As some of you know, I'm busy in Southeast Ohio trying my hardest to walk the talk, including reaching out to my local neighbors in an effort to catalyze adaptive system building in light of peak oil, climate change and generalized system instability... but we also have severe and immediate needs to address in this area.
We are the canary in the mine shaft so to speak...knowledge deficits, food shortages, transportation challenges, inadequate housing, lack of public services, lack of access to preventive and medical care, etc. things are bad and getting worse, the time is now.
Wanna kick in a few pennies to help us address current needs while building a more robust, sustainable and resilient community in-line with Transition and our national emergency management systems?
Wanna see what it's like around here?
Southeast Ohio and one of our local food pantries were featured on NBC's Dateline series titled "Friends & Neighbors" last night; it is also on the web (you may need to point at the screen, then click on "full screen" at the lower right corner).
I've traveled the region as a home health nurse and feel the film depicts the situation here pretty well; although it would have been nice if it had addressed the educational and solution building efforts. It's bad but it's not just about disaster response/hand-outs.
I live on Broadwell Hill in Bern Township, Athens County (the poorest, highest minority township in the county, one of the poorest in Ohio). The Kilvert Community Center and food pantry serves Bern and Rome Township and is having an even harder time than the one shown on Dateline. We have fewer people involved and fewer funds, food orders are often placed with no idea where the money is going to come from to pay for it, requiring a tremendous amount of faith. Things are really shaking now given the stricter regional food pantry policies that have just been enacted. We have to figure out how we're going to redo the food storage areas and get volunteers to the required trainings.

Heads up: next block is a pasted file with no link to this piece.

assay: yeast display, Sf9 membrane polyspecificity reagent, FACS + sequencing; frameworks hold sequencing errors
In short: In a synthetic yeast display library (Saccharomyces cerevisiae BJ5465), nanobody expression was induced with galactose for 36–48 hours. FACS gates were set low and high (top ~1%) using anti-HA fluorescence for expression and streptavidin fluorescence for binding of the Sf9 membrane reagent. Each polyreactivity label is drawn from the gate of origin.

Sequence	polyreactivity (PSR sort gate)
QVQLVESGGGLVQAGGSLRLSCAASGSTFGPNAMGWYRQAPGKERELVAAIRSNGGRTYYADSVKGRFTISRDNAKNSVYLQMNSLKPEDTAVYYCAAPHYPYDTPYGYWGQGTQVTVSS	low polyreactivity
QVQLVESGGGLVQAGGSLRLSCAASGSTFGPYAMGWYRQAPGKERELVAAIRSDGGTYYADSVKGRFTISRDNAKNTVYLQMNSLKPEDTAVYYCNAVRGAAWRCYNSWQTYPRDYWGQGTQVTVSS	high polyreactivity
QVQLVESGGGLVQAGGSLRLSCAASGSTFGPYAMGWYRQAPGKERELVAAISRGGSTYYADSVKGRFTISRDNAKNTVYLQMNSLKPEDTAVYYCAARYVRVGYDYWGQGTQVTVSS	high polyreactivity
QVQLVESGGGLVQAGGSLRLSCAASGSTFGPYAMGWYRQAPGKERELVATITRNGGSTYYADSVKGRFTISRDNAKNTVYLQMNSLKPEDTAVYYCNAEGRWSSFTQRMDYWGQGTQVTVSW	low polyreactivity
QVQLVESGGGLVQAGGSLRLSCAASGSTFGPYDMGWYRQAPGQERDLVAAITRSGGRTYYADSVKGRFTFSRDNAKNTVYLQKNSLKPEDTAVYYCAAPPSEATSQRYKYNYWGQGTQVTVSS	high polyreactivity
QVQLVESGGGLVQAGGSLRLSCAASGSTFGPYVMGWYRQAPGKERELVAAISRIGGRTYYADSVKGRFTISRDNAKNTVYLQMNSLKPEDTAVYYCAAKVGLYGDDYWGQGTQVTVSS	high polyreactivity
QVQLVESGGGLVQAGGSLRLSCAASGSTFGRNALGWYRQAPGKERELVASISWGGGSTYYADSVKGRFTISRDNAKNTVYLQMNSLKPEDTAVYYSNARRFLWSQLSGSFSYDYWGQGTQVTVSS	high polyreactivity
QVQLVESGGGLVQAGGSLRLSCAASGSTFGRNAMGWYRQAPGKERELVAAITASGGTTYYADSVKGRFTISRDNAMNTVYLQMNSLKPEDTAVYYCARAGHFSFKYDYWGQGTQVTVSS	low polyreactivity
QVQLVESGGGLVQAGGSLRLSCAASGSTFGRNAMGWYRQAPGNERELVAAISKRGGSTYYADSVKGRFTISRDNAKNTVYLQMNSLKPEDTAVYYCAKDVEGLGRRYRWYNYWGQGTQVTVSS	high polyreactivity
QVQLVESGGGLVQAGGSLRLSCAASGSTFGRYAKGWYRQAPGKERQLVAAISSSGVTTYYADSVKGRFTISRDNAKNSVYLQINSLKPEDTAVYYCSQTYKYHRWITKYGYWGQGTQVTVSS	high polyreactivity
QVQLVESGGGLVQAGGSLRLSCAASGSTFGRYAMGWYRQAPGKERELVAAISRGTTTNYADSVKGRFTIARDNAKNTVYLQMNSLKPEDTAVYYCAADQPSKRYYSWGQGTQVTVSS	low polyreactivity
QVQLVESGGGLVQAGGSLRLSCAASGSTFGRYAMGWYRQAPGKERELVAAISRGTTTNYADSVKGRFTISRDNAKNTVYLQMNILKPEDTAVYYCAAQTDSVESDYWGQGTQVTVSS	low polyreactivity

I'm an unemployed nurse volunteering to do a variety of things at the Kilvert Community Center in a very wholistic manner, including the need for civic engagement, preventive screening, access to care and a wide-range of educational services (including reskilling) with sustainability and resilience in mind.
Like many areas, there is resistance to change and cultural patterns to overcome. We're taking things one step with little victories along the way, like instead of sending a huge dumpster to the landfill, we're now composting and using all the cardboard in a local worm farm effort.
But, we're also working on a Community Health and Civic Resilience Alliance that will serve as a prototype for other neighborhoods with a scalable, replicable inter-independent collaborative architecture reflective of transition principles and the National Disaster Response and Resilience Frameworks. We're also planning to implement an Everyday Democracy program on Resilience but could really use help given our lack of resources around here.
Given our situation in Southeast Ohio it is easy to forget that there are actually people in the world with surplus resources. But, I've been reminded and am now reaching out to you and others in an effort to open the doorway to the abundance so that we can better address our current needs in a sustainable fashion (social, economic, environmental) while also building robust, interconnected, systems on behalf of future generations and all life.
It has become apparent that I need to invest the time and energy into becoming a non-profit but in the meantime, The Kilvert Community Center is a non-profit and would welcome any donations you may want to contribute in an effort to play a part in solution building around here, while creating a template for other neighborhoods (especially rural communities facing similar challenges):
Kilvert Community Center
2120 McGraw Road
Stewart, Ohio 45778
"If we wait for government action, it will be too little, too late; if we act as individuals, it will be too little; but if we act as communities, it might just be enough, just in time."
Irene Flowers, 83 year old Matriarch and Executive Director for the Kilvert Community Center, and Bob Garbo, Retiring Exectutive Director with Athens-Hocking-Perry Community Action. (Note the stoves in the background - we need a commercial stove and a kitchen that can produce saleable goods and serve as a public health approved shelter station. Irene prepares a monthly meal but reports that an immediate need is for weekly meals with nutritional outreach and cooking/canning lessons. Irene is a member of the WIN people, white/indian/negro, and is a repository of "skills from the hills". She has been serving this community forever, including taking nursing related calls during the middle of the night. She is also a well-known quilt-maker, with roots that go back to the underground railroad tradition.
It has been an honor for me to be accepted and welcomed into the community; being able to work with the women while listening to the stories is a tremendous gift.